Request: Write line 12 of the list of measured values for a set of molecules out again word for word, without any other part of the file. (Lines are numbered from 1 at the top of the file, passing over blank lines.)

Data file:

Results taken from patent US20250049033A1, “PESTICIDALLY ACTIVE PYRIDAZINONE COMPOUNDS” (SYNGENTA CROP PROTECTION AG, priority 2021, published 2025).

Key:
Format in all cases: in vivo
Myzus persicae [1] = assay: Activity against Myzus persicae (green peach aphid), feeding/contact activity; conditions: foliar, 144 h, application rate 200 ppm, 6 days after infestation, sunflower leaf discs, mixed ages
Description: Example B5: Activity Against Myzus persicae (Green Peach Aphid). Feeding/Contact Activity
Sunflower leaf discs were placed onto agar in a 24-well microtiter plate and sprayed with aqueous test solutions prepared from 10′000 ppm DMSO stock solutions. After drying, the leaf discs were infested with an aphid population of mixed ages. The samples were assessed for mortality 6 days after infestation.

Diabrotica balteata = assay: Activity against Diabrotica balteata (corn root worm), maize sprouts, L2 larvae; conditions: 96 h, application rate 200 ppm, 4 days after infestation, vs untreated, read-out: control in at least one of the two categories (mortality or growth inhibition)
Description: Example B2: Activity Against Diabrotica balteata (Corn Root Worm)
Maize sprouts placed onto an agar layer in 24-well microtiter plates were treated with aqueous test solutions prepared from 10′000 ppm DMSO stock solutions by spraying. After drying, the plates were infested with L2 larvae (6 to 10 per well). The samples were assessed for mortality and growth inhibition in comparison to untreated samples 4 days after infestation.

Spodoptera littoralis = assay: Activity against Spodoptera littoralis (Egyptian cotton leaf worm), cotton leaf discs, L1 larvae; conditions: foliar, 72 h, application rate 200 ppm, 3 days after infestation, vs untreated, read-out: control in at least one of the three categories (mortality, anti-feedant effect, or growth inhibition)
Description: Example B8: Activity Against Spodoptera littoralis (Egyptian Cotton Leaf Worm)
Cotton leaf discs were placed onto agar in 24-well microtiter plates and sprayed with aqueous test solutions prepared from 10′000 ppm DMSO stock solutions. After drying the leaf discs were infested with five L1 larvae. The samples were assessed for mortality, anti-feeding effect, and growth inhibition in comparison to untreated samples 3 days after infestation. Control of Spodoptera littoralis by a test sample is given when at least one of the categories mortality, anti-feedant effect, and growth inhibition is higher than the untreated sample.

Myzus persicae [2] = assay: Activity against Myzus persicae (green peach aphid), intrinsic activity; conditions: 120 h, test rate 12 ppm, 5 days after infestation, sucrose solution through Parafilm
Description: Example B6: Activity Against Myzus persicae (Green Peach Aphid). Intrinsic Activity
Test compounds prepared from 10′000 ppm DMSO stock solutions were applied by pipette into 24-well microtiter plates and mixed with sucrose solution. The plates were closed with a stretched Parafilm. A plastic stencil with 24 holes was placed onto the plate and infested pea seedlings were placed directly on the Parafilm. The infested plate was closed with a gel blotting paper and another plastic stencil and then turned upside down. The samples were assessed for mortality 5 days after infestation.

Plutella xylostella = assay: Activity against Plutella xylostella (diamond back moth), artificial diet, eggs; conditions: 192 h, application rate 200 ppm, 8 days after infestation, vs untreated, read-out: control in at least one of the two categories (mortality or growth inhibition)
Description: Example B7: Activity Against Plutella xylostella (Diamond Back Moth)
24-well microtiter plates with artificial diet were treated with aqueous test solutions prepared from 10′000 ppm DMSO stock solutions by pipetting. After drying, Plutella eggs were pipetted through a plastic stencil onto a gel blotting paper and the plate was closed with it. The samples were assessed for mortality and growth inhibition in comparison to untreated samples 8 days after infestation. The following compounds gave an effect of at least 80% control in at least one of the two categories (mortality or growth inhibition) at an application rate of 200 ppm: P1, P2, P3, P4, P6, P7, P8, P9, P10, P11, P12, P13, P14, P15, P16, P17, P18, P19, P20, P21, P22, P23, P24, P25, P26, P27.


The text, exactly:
Cotton leaf discs were placed onto agar in 24-well microtiter plates and sprayed with aqueous test solutions prepared from 10′000 ppm DMSO stock solutions. After drying the leaf discs were infested with five L1 larvae. The samples were assessed for mortality, anti-feeding effect, and growth inhibition in comparison to untreated samples 3 days after infestation. Control of Spodoptera littoralis by a test sample is given when at least one of the categories mortality, anti-feedant effect, and growth inhibition is higher than the untreated sample.